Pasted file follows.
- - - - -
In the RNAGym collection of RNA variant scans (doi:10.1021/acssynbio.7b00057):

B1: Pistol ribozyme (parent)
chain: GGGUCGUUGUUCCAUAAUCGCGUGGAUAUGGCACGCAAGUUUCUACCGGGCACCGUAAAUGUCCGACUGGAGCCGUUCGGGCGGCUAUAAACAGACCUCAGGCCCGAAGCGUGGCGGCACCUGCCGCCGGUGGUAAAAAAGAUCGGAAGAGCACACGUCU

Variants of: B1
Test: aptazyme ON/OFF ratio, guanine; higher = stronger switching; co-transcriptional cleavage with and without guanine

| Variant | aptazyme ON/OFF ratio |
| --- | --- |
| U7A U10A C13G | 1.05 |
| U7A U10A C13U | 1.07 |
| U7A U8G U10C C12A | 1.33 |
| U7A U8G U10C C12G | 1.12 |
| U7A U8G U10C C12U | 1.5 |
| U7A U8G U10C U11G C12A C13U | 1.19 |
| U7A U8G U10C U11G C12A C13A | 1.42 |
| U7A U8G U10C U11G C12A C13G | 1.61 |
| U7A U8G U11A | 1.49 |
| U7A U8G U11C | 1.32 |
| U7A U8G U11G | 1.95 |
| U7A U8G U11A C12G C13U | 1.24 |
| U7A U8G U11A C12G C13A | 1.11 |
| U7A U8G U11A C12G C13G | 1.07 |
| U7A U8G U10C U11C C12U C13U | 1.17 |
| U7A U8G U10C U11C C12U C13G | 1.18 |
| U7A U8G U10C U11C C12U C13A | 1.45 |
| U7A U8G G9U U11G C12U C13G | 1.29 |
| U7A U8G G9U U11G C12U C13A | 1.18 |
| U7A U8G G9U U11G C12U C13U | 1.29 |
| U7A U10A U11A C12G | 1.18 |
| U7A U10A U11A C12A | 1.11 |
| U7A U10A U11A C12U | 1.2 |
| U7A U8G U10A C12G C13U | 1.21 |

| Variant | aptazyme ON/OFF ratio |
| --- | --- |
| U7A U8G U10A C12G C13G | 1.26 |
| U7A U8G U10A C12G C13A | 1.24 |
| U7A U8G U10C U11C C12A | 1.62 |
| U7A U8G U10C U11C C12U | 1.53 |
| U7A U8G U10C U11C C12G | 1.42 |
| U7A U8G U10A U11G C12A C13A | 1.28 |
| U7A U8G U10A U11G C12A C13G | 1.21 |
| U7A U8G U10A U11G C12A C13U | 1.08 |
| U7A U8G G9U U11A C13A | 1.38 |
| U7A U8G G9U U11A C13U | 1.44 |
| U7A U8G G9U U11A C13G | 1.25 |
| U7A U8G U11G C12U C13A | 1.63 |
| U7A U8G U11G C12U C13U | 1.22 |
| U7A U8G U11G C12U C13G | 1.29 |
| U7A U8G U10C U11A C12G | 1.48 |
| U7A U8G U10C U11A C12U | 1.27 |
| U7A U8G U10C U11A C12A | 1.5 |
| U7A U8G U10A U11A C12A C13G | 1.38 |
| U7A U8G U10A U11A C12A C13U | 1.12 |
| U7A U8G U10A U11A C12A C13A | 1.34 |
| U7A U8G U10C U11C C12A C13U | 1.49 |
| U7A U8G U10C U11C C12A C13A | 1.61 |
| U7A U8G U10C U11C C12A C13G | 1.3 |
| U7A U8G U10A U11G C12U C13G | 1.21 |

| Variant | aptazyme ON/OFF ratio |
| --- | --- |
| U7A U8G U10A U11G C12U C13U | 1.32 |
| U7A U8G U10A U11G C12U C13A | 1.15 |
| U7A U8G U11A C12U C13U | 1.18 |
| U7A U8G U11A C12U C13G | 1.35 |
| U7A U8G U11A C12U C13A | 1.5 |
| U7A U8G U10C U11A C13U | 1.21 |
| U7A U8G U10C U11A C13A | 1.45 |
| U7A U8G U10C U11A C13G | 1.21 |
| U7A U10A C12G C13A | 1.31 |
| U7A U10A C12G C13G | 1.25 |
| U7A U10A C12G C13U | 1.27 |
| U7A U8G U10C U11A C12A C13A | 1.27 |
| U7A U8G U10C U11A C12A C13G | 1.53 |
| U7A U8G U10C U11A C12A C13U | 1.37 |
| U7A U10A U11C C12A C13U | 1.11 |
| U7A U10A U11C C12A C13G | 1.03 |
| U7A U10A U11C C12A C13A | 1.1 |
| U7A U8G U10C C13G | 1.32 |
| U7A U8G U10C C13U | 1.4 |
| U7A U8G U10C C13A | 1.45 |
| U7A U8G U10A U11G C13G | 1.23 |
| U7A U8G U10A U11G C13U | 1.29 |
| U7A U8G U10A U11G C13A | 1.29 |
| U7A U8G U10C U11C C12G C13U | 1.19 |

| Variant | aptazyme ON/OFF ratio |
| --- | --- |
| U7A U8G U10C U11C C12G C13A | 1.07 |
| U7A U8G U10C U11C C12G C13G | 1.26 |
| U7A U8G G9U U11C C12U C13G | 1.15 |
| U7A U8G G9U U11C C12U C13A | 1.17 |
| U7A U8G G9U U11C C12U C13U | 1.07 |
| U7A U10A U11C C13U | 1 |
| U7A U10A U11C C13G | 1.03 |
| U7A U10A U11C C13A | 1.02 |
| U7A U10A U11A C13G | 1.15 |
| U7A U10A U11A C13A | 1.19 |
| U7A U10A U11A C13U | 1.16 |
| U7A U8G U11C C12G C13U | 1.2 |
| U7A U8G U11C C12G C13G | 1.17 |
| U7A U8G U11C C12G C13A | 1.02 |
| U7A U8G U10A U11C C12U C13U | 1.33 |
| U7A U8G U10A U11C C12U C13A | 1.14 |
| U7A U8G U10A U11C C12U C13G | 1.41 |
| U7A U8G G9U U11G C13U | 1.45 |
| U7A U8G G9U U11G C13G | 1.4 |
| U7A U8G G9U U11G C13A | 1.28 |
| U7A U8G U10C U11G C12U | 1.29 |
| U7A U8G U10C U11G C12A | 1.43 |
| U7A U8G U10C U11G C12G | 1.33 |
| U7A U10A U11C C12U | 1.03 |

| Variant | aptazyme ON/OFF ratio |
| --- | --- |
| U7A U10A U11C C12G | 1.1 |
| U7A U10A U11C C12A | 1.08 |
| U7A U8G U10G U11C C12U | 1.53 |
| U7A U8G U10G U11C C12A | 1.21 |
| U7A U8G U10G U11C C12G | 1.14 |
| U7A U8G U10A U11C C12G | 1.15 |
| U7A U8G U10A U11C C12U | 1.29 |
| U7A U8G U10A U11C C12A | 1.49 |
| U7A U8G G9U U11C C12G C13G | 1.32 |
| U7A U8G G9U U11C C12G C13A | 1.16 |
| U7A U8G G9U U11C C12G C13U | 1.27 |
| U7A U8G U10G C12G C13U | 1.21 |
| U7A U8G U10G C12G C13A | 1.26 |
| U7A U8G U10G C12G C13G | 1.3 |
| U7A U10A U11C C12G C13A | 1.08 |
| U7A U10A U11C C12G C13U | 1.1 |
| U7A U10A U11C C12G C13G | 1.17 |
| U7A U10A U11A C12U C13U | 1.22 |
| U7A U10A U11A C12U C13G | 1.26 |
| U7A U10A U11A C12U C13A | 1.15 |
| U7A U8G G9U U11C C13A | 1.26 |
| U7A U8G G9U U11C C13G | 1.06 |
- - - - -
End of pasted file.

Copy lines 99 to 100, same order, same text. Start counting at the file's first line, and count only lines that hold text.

| U7A U8G U11C C12G C13A | 1.02 |
| U7A U8G U10A U11C C12U C13U | 1.33 |